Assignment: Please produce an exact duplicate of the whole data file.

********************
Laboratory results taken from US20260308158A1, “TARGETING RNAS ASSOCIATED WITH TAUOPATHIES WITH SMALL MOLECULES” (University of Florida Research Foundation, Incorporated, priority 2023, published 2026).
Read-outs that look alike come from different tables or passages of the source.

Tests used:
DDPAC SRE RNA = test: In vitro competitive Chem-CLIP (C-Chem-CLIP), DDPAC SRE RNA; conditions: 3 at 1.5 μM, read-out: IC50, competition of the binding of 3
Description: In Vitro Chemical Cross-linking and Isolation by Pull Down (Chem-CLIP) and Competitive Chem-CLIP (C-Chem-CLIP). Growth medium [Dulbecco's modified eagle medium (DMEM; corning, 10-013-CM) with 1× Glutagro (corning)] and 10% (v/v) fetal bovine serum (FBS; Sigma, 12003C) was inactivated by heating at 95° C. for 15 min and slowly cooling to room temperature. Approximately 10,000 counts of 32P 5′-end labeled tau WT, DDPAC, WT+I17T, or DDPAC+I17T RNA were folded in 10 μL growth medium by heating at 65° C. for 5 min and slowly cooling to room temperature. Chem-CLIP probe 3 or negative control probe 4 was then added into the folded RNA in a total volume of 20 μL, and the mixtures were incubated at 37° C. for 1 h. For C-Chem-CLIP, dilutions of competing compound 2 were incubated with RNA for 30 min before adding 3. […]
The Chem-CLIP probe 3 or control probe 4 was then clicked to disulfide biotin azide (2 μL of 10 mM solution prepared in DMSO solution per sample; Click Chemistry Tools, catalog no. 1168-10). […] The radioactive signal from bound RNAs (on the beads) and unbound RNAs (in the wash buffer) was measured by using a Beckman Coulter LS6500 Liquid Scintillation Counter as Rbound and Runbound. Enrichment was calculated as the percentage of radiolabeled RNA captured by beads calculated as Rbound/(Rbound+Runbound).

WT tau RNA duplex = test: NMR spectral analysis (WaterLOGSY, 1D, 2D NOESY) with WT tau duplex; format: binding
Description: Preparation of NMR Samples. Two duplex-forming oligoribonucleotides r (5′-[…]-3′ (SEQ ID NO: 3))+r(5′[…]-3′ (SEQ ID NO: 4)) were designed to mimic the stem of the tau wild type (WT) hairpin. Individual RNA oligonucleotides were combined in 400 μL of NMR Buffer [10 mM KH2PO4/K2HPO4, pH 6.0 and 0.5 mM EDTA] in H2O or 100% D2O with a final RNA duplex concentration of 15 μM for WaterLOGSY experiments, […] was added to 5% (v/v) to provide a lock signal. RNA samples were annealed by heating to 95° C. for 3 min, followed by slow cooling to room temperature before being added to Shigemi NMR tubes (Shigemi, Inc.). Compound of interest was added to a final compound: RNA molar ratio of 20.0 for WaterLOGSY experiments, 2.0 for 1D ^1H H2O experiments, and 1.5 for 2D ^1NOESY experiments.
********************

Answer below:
Laboratory results taken from US20260308158A1, “TARGETING RNAS ASSOCIATED WITH TAUOPATHIES WITH SMALL MOLECULES” (University of Florida Research Foundation, Incorporated, priority 2023, published 2026).
Read-outs that look alike come from different tables or passages of the source.

Tests used:
DDPAC SRE RNA = test: In vitro competitive Chem-CLIP (C-Chem-CLIP), DDPAC SRE RNA; conditions: 3 at 1.5 μM, read-out: IC50, competition of the binding of 3
Description: In Vitro Chemical Cross-linking and Isolation by Pull Down (Chem-CLIP) and Competitive Chem-CLIP (C-Chem-CLIP). Growth medium [Dulbecco's modified eagle medium (DMEM; corning, 10-013-CM) with 1× Glutagro (corning)] and 10% (v/v) fetal bovine serum (FBS; Sigma, 12003C) was inactivated by heating at 95° C. for 15 min and slowly cooling to room temperature. Approximately 10,000 counts of 32P 5′-end labeled tau WT, DDPAC, WT+I17T, or DDPAC+I17T RNA were folded in 10 μL growth medium by heating at 65° C. for 5 min and slowly cooling to room temperature. Chem-CLIP probe 3 or negative control probe 4 was then added into the folded RNA in a total volume of 20 μL, and the mixtures were incubated at 37° C. for 1 h. For C-Chem-CLIP, dilutions of competing compound 2 were incubated with RNA for 30 min before adding 3. […]
The Chem-CLIP probe 3 or control probe 4 was then clicked to disulfide biotin azide (2 μL of 10 mM solution prepared in DMSO solution per sample; Click Chemistry Tools, catalog no. 1168-10). […] The radioactive signal from bound RNAs (on the beads) and unbound RNAs (in the wash buffer) was measured by using a Beckman Coulter LS6500 Liquid Scintillation Counter as Rbound and Runbound. Enrichment was calculated as the percentage of radiolabeled RNA captured by beads calculated as Rbound/(Rbound+Runbound).

WT tau RNA duplex = test: NMR spectral analysis (WaterLOGSY, 1D, 2D NOESY) with WT tau duplex; format: binding
Description: Preparation of NMR Samples. Two duplex-forming oligoribonucleotides r (5′-[…]-3′ (SEQ ID NO: 3))+r(5′[…]-3′ (SEQ ID NO: 4)) were designed to mimic the stem of the tau wild type (WT) hairpin. Individual RNA oligonucleotides were combined in 400 μL of NMR Buffer [10 mM KH2PO4/K2HPO4, pH 6.0 and 0.5 mM EDTA] in H2O or 100% D2O with a final RNA duplex concentration of 15 μM for WaterLOGSY experiments, […] was added to 5% (v/v) to provide a lock signal. RNA samples were annealed by heating to 95° C. for 3 min, followed by slow cooling to room temperature before being added to Shigemi NMR tubes (Shigemi, Inc.). Compound of interest was added to a final compound: RNA molar ratio of 20.0 for WaterLOGSY experiments, 2.0 for 1D ^1H H2O experiments, and 1.5 for 2D ^1NOESY experiments.